State Sen. and high-speed rail supporter Paula Dockery, R-Lakeland, wrote a letter to the Palm Beach Post knocking down three of the arguments raised by opponents of the project:
- “Capital cost overruns could put Florida taxpayers on the hook for an additional $3 billion.
- “Ridership and revenue projections are historically overly optimistic, and would likely result in ongoing subsidies that state taxpayers would have to incur, which could cost from $300 million to $575 million over 10 years.
- “If the project became too costly for taxpayers and was shut down, the state would have to return the $2.4 billion in federal funds.”
In fact, Dockery writes, the Florida Department of Transportation was working on a deal in which the private sector would bear those risks.
Department representatives told the state Senate transportation panel in January that private companies saw the project as a “loss-leader” — they were willing to pony up money for a project that didn’t reap enormous profits in order to have a chance to prove high-speed rail can work in the United States. Whether the companies would actually cover all of the risks above remained to be seen.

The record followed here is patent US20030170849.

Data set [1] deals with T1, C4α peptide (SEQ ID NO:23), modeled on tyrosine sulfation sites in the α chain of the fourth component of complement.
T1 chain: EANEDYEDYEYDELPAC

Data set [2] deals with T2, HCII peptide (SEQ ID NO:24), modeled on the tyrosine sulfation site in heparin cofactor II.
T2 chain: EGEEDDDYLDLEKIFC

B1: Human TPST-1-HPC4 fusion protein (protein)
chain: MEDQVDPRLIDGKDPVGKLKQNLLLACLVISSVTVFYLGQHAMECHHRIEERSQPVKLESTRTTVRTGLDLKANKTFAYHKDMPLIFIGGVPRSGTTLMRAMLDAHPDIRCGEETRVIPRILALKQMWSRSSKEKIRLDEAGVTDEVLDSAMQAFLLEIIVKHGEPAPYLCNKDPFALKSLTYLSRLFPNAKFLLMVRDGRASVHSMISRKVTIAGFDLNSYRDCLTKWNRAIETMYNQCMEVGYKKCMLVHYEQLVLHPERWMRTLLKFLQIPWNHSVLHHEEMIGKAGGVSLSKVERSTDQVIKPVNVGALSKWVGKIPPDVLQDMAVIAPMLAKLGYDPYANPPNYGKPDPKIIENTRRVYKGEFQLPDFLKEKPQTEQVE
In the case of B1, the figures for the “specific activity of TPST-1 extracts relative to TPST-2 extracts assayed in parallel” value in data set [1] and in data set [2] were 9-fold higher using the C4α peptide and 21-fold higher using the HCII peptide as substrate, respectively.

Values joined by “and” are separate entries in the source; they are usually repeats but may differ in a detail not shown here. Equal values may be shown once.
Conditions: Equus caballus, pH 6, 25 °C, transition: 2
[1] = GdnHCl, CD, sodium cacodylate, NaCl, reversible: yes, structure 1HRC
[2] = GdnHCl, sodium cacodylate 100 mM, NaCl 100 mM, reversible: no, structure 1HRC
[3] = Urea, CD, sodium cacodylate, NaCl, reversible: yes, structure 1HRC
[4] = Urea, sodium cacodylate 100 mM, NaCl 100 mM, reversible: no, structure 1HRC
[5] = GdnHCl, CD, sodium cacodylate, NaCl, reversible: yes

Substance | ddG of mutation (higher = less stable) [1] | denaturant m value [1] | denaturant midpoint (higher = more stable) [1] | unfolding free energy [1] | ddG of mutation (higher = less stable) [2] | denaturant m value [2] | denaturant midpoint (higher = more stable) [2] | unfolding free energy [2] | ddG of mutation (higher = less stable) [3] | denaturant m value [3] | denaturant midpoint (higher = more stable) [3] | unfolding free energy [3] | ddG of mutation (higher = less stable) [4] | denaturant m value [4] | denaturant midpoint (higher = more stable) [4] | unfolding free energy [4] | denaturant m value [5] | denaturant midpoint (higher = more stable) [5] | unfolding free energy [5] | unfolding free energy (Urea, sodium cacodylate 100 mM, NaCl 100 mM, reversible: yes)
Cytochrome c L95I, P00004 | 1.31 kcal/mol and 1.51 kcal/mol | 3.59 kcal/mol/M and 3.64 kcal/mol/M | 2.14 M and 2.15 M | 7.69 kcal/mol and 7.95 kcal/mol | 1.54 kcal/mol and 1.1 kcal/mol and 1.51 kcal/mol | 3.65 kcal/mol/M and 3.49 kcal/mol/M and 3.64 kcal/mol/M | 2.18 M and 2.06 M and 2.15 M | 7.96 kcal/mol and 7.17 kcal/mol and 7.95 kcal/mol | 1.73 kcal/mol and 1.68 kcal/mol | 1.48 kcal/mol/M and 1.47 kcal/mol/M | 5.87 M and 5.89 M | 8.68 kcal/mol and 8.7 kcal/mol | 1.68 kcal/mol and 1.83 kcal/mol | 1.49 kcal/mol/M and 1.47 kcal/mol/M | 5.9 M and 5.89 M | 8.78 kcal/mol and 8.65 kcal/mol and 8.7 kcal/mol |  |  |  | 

Gov. Rick Scott has said that state money would be at risk and that he will maintain his opposition to the project as long as that’s the case. Tomorrow is the deadline for him to change his mind. Apparently, there’s no chance of that happening, according to a source for The Buzz.